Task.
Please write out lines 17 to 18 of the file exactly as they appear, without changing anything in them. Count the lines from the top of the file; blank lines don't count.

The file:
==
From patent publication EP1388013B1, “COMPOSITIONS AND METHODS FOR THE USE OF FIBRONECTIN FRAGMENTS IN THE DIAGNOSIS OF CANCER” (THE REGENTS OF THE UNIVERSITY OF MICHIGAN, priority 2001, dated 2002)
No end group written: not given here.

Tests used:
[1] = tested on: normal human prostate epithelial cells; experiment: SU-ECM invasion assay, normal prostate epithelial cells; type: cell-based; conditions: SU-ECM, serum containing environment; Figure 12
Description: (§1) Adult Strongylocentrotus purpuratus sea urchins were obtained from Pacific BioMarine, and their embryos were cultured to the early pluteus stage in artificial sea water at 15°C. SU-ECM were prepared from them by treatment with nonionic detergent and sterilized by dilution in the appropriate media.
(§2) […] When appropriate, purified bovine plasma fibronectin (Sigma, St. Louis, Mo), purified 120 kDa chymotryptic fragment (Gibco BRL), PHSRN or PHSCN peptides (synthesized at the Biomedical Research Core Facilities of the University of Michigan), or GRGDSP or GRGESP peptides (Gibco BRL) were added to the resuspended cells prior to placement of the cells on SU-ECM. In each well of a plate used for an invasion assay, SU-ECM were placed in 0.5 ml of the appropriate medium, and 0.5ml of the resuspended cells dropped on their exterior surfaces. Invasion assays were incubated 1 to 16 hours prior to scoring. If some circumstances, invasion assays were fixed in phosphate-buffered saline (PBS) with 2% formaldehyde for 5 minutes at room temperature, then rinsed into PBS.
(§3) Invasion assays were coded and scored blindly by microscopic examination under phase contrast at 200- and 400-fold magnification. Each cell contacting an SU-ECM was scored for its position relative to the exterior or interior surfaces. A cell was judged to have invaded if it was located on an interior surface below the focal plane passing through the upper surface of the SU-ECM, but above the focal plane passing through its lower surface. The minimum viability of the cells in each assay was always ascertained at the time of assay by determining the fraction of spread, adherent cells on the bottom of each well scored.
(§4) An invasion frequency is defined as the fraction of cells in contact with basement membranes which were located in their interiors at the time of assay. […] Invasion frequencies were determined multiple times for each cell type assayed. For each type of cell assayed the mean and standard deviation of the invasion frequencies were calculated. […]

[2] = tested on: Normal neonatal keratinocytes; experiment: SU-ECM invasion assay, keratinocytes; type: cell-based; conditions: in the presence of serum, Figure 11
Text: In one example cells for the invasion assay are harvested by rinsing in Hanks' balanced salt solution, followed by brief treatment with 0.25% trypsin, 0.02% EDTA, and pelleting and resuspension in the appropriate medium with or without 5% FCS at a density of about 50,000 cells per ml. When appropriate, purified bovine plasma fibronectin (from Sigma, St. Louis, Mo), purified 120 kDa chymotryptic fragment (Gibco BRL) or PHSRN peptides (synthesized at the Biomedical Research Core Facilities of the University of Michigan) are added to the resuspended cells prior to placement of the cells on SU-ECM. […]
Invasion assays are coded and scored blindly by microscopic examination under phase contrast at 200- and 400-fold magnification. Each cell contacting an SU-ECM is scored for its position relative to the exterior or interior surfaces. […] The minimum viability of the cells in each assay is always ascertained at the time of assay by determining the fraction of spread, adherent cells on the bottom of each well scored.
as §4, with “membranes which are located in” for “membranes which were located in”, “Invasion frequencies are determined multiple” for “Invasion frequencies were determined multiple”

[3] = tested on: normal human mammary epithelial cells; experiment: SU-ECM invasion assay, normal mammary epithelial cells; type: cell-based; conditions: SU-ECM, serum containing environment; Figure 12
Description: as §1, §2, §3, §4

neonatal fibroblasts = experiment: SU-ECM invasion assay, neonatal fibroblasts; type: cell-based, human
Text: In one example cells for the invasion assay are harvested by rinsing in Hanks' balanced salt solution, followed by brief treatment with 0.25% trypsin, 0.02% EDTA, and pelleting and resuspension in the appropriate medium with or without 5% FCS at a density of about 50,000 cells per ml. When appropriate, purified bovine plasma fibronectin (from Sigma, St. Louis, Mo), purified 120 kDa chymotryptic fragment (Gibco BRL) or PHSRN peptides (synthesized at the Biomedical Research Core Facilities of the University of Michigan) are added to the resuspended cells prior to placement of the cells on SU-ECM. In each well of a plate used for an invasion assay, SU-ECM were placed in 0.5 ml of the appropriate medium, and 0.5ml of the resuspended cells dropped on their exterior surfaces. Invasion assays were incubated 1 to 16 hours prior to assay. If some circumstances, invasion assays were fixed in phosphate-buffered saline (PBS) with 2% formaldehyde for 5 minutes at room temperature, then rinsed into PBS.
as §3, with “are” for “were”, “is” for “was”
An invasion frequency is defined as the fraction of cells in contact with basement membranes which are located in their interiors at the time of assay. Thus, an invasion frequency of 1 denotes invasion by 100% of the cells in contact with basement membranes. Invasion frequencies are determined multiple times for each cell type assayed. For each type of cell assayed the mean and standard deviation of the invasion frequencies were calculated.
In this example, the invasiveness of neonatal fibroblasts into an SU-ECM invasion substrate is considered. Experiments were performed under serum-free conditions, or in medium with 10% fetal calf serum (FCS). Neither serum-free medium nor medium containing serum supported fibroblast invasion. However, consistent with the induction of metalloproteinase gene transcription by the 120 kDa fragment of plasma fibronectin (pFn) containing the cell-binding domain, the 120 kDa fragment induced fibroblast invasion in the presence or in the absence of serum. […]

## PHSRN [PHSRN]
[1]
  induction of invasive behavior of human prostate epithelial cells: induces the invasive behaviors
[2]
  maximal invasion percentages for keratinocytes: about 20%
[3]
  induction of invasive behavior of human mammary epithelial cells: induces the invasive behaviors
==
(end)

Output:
as §3, with “are” for “were”, “is” for “was”
An invasion frequency is defined as the fraction of cells in contact with basement membranes which are located in their interiors at the time of assay. Thus, an invasion frequency of 1 denotes invasion by 100% of the cells in contact with basement membranes. Invasion frequencies are determined multiple times for each cell type assayed. For each type of cell assayed the mean and standard deviation of the invasion frequencies were calculated.